The volunteers at the British Motor Museum are celebrating by scooping two nominations at the West Midlands Museum Development Volunteer Awards held on 19 September. Volunteer, Vince Hall went on to win the ‘Special Collections Award’ for his work on the Museum’s Oral History project and volunteer, Mark Bradbury was a finalist for the ‘Above and Beyond Individual’ category for his involvement with the Museum’s curatorial team.
The awards ceremony, held at the Birmingham Hippodrome, was supported by Arts Council England to celebrate the achievements and commitments of individuals who volunteer at museums in the region. The judges said “We were both enlightened and humbled by the many worthy nominations that demonstrated the varied and valuable roles that volunteers have in our regions museum sector.”
The British Motor Museum also held its own awards ceremony to celebrate 5 years of service by 27 of its current 78 volunteers. The Museum’s Managing Director, Julie Tew presented a 5 years’ service pin badge and certificate to celebrate the outstanding contribution that the group of volunteers have made to the Museum in that time.
Julie Tew, Managing Director said “Our volunteers are an integral part of the Museum team and have enabled us to undertake many projects that we would otherwise not be able to do. The 5 year service awards is our way of thanking them for all the time and commitment that they give to the Museum”.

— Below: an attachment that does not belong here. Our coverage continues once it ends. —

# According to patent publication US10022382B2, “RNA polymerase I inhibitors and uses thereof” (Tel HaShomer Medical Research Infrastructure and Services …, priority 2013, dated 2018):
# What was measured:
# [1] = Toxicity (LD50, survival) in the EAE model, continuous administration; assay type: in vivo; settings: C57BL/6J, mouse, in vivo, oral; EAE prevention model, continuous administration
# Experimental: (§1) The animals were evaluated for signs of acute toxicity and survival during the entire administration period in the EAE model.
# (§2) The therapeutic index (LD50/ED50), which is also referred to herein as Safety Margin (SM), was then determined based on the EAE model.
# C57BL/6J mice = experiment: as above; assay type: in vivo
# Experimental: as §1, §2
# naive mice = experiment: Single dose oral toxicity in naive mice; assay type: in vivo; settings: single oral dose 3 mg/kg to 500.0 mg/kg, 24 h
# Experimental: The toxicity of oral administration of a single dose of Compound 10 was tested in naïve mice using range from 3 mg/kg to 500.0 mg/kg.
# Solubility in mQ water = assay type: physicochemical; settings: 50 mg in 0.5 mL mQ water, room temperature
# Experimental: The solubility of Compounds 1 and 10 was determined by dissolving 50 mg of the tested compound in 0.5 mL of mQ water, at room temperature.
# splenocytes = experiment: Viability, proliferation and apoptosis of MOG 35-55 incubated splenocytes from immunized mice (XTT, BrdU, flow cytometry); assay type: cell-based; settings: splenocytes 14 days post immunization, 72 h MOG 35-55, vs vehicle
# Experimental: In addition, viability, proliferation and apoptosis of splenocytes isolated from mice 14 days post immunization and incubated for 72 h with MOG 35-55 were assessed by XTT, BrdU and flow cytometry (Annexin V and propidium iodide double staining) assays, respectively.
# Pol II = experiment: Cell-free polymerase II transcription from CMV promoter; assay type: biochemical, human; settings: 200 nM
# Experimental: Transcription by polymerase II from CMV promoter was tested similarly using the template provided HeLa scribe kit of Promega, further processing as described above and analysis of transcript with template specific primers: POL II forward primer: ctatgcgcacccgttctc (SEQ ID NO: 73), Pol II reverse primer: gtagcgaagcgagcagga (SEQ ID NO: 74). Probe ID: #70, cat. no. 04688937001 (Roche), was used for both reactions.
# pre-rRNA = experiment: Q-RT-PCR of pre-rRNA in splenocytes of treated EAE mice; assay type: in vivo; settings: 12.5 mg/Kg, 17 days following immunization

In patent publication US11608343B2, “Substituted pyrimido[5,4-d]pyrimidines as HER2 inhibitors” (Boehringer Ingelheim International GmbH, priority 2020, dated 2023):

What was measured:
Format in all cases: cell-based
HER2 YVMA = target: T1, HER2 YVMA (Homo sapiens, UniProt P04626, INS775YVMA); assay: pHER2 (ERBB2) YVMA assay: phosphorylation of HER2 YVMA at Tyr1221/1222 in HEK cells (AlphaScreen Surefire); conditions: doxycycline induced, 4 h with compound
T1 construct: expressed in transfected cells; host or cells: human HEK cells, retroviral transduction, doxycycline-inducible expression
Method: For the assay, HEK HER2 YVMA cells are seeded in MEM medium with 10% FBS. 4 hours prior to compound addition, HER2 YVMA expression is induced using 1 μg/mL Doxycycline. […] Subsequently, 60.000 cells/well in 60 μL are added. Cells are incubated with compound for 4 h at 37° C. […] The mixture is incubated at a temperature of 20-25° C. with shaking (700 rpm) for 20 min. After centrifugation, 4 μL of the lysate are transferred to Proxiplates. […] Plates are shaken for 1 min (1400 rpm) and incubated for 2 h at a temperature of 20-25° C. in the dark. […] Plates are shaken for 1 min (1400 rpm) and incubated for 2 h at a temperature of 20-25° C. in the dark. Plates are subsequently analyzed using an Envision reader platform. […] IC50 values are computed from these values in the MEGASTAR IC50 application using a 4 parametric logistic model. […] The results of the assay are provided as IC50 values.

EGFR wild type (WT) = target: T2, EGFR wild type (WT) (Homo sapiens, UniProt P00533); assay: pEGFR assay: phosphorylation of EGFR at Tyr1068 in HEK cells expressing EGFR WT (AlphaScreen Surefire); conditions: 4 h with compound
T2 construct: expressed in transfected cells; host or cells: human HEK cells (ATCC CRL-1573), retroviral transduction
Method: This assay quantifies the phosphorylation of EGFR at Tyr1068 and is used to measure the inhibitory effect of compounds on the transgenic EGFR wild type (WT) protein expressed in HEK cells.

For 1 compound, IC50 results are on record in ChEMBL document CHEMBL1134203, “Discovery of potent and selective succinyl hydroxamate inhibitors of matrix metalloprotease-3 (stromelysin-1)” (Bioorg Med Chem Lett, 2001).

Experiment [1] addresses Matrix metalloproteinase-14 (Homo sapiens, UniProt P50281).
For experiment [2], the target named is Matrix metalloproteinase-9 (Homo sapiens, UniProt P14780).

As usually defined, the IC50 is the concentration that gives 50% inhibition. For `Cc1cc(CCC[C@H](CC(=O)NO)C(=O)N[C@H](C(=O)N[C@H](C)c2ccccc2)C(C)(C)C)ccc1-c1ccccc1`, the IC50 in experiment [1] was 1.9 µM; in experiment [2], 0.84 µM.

The Museum’s volunteer programme started in August 2012 and now has over 78 volunteers, all of whom are involved in various projects including vehicle restoration, surveying the Museum’s vehicles, guiding in the Collections Centre, helping out with Family and Life Long Learning events, as well as oral history and archive projects. Vince, who won the ‘Special Collections Award’ has pioneered the Museum’s oral history project, leading a team of 6 volunteers who have recorded over 60 different social history stories from people who worked in the motor industry in the last year. The oral history project is an important way for the Museum to give a voice to the workers in the motor industry, who ordinarily may not have their stories recorded in the history. They also provide a new insight and information that gives us an opportunity to question what we already know and believe about Britain’s motor industry.
Last year at the West Midlands Museum Development Volunteer Awards, volunteer Roger Gollicker was shortlisted for the Museum’s volunteer blog and the Collections Centre Guiding Team were shortlisted for the Team Award for their involvement in opening and facilitating the visitor experience in the new Collections Centre.
For more information about the British Motor Museum and its volunteers visit http://volunteers.britishmotormuseum.co.uk